Recent predictions of electric vehicle (EV) uptake state that by 2030, 1.2 million EVs will be in use in Belgium. If managed incorrectly, this uptake can impose a significant increase of the evening peak load: during the evening peak, an extra consumption of more than 3 GW is expected. On the other hand, an average car is parked for more than 90% of the time, which means that the inherent flexibility of the charging process and the battery capacity offer great opportunities to the grid. It is clear that EVs are both a threat and an interesting opportunity for Elia Group, and in this sense we have decided that we want to grasp the opportunities before the problems arise.
Elia Group wants to create market products that lead the way in the energy market and the ancillary services by engaging the “kW prosumer”. Vehicle-to-Grid (V2G) technology will help to maximize the participation of small prosumers, by allowing the end user to valorize the inherent flexibility of his EV.
Through pilot projects in different countries, the possibility of using EVs to deliver grid services has been demonstrated. However, in these projects the focus is always put on providing services by means of bidirectional charge poles, which is charge equipment that can both charge and discharge an EV. Since it is not a credible assumption that all future chargers will be bidirectional, it is important to assess whether a pool of EVs connected through both unidirectional and bidirectional charge poles has the potential to deliver the same services.
On top of that, in Belgium no demonstration projects took place so far, so an important factor to be assessed is the match between EVs and the Belgian ancillary services and energy market. Driving profiles of Belgian drivers need to be assessed, in order to understand whether the expectations in terms of comfort can be safeguarded. Furthermore, the Belgian regulatory aspects have yet to be explored.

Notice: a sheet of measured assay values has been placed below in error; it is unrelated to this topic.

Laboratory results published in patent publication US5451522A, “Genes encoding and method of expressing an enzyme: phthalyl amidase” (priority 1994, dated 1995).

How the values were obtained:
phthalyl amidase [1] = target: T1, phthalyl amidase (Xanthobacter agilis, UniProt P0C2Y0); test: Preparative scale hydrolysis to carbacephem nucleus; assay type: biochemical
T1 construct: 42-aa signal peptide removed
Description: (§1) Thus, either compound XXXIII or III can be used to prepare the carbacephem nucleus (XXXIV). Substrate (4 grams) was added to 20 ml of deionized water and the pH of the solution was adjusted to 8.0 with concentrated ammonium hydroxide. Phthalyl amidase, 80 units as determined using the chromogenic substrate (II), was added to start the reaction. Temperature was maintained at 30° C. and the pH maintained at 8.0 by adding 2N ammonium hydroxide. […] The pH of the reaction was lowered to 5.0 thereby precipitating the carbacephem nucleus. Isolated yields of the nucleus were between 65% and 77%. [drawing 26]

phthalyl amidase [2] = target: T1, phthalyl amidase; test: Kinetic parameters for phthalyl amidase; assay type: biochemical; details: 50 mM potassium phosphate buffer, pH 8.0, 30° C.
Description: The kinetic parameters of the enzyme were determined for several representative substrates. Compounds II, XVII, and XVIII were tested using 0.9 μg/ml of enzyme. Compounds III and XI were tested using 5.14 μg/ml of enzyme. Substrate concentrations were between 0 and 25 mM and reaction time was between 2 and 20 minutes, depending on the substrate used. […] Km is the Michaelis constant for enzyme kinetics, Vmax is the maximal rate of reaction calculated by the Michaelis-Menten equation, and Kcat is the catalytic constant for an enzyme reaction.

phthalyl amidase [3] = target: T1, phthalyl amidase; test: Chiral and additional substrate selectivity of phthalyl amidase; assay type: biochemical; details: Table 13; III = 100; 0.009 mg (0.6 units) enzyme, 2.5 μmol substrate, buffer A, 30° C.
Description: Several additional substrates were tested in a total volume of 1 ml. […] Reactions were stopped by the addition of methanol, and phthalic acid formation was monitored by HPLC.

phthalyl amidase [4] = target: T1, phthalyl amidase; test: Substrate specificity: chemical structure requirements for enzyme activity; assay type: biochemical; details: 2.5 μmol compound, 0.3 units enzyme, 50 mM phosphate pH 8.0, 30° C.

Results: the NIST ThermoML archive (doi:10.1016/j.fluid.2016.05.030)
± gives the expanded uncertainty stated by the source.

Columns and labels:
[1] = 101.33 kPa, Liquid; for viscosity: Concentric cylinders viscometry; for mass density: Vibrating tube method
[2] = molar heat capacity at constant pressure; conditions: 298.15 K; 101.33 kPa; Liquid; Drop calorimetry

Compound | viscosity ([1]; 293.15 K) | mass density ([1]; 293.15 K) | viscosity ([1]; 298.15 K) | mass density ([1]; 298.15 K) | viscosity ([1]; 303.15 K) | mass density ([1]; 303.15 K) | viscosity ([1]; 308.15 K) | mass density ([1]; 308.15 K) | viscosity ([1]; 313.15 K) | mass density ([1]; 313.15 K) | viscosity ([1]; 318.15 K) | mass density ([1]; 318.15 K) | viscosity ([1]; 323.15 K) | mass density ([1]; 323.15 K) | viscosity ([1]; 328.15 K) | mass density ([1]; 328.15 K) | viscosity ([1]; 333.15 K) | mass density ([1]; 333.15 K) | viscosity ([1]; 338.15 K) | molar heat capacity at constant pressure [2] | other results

Bidirectional charge poles (V2G poles) are charge units that can be used to charge and discharge an EV. This means that, next to their conventional use, they are able to draw formerly charged energy from the battery and inject it back into the grid, or feed it to a load or household. Using these charge poles, EVs can be actively used in tackling the problems that might arise with the energy transition.
The project is one of the 11 projects selected by the Flemish government as part of its Clean Power for Transport plan. This plan supports various projects for the use of environmentally friendly vehicles. The grant, worth 149.600 EUR, will enable Elia Group and its project partners to analyze the integration of electric vehicles in the primary reserve market via bidirectional charging stations.